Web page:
Cannabidiol is a chemical compound found in the cannabis sativa plant, also known as marijuana. CBD is just one of more than 400 compounds found in the plant and is a cannabinoid in high concentrations.
Cannabinoids actively bind to special receptors on your cells and are part of what is known as your endocannabinoid system. This is a huge network of cell receptor proteins that have a vast array of functions. Some receptors are found within your central nervous system, whereas others are found in other places, such as your reproductive organs, skin and digestive tract.
This system is responsible for controlling your mood, appetite, sleep, immune response, movement, sperm development, ovulation and cognition.
CBD and Receptors
CBD activates receptors like serotonin, adenosine and vanilloid receptors, which have the following functions:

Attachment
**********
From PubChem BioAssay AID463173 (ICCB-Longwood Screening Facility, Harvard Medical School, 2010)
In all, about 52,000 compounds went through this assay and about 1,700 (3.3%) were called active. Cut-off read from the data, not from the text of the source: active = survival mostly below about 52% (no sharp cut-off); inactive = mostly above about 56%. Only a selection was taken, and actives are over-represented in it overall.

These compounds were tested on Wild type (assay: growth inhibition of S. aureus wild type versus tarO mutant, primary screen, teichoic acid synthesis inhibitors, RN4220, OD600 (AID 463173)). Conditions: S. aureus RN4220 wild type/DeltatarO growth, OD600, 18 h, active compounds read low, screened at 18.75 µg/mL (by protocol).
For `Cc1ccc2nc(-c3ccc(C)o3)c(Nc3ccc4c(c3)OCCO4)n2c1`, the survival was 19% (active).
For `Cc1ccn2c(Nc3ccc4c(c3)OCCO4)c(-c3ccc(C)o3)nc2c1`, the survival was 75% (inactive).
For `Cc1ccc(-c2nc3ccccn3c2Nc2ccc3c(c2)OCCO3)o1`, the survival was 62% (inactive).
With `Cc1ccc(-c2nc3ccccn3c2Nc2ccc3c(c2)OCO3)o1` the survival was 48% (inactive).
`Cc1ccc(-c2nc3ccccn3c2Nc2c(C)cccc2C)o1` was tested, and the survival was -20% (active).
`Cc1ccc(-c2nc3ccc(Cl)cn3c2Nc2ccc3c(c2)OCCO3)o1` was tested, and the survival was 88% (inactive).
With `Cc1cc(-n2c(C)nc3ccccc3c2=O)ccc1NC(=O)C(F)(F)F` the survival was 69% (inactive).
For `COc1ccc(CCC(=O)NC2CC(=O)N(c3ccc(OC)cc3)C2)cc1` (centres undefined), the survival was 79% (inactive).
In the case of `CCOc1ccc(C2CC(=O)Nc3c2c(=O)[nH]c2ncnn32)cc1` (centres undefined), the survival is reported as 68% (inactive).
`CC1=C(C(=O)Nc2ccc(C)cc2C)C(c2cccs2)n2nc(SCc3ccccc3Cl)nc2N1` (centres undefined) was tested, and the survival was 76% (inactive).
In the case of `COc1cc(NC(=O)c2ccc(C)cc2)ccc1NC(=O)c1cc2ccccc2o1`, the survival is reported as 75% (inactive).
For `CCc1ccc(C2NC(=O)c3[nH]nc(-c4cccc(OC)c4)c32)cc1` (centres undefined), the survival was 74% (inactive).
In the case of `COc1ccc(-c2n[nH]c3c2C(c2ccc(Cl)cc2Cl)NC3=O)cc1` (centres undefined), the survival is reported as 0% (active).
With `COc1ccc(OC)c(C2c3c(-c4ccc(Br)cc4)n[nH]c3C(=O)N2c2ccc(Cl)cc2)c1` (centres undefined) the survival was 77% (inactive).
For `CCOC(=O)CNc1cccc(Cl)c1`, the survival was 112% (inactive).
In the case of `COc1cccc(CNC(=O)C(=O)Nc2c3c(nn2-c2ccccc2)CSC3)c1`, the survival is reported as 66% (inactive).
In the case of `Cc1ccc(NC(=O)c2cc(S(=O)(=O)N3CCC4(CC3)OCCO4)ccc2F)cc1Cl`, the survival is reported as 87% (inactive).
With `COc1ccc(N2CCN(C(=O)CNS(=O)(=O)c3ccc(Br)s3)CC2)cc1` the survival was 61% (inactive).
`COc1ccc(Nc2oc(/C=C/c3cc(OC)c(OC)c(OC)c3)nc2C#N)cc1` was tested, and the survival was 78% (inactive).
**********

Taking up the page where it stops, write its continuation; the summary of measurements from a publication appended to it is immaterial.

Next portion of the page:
- Serotonin receptors aid in controlling your mood.
- Adenosine receptors aid in controlling your sleep-wake cycle.
- Vanilloid receptors are responsible for mediating pain signals in your body.
Your body produces its own compounds that are similar to those found in cannabis. These are known as endocannabinoids, and CBD regulates these, too. It works by blocking the fatty acid called FAAH that’s responsible for breaking down your body’s natural endocannabinoid anandamide.
Anandamide regulates many of your basic functions, like sleep, pain, reward, pleasure and more. As the FAAH is blocked from breaking down the anandamide into smaller parts, CBD boosts this chemical within your body. Furthermore, CBD connects with the receptors in your body that are responsible for regulating your body temperature and immunity, actively reducing inflammation.
Although the major active ingredient in marijuana is THC and accounts for 40 percent of cannabis extracts, it’s no wonder cannabidiol is now being studied as a new drug. CBD is one of the most exciting cannabinoids as it’s becoming increasingly known for its potential uses in treating illnesses.
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